While sports provides some amazing and fun stories that show us what the thrill of victory and the agony of defeat look like, where we need to see this kind of spirit at work is in changing the hearts, lives and destinies of people.  Carissa Phelps, no relation to Michael, was a young girl living in central California when she became a victim of human trafficking at age 12.  Abducted and used by a friend to provide sex for money, Carissa lived on the streets for months before she ended up in a juvenile detention center where she met a counselor named Ron Jenkins.  It was Ron and a math teacher who helped Carissa overcome her early defeats and experience the thrill of victory.  Carissa graduated with honors from Fresno State University and went on to receive a Law degree and an MBA from UCLA.  She gave up a lucrative career in private equity firms to go back to the streets to help other girls find victory through their defeats.  Here is part of her story.

Carissa Phelps

We have all experienced the agony of defeat; you may be going through that pain today.  If we give up, then the defeat will define us, but if we keep going with our eyes on Jesus then we will find victory.  God came to us in the person of Jesus who has eyes to see our pain and who has a heart that loves us unconditionally.  It is through the agony of Jesus’ death that we can experience the thrill of victory and new life.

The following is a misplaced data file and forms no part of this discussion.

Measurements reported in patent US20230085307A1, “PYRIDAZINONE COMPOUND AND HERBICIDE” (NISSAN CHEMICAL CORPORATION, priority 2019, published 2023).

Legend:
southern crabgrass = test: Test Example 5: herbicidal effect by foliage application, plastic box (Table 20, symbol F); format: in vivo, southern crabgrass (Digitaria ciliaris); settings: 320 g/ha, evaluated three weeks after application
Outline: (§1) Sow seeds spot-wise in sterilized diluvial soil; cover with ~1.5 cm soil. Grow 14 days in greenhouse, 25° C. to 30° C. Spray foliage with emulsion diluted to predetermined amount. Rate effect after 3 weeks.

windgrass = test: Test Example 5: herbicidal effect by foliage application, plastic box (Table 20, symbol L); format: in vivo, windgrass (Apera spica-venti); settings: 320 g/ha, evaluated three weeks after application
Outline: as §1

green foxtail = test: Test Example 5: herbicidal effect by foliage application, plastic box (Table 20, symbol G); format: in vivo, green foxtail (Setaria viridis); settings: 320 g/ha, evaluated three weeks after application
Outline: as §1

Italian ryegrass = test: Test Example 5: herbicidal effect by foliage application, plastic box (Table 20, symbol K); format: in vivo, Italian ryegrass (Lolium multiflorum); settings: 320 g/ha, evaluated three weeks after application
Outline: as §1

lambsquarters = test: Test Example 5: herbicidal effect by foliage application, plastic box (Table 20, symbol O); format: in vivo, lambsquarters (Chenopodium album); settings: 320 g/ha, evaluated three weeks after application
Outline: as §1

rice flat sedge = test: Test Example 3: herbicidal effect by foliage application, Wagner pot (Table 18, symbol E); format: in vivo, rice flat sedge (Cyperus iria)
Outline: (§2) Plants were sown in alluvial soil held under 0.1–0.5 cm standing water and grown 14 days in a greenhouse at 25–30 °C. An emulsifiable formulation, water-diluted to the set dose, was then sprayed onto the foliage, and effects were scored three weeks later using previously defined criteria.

While the Olympics may be coming to an end, our race of faith continues on so let us, forget what lies behind and strain toward what is ahead.  Let us press on toward the goal and win the prize for which God has called us heavenward in Christ Jesus our Lord.   Let us run with perseverance the race set before us.

Next Steps
The Thrill of Victory and the Agony of Defeat

1.  Name an agony of defeat that you have experienced during your life.
• Has this failure defined you?
• Has it led to the thrill of victory?

2.  Think back to a thrill of victory you have experienced.  What defeats and failures did you have to go through to get there?

3. What 2016 Olympic story can inspire you to victory?  What other stories of victory through defeat can motivate you to keep going?  Search for stories of victory that can be used as a source of strength for you and others.

4.  Take time this week to note where you need to experience the thrill of victory.
• Outline what it will take for you to experience victory.
• What past defeats do you need to overcome?
• What defeats might you face as you keep going?

5.  What keeps us going is knowing that Jesus does NOT have blind eyes nor a stone heart.
• Name the problems that Jesus sees in your life today.
• How does knowing this give you strength and peace?

6.  Jesus has a beating heart of compassion that loves you.
• Read Romans 8:15-39
• Read 1 John 4:7-8
• How can this love give you strength to persevere?

7.  Reach out to one person who needs your help to overcome the agony of their defeat.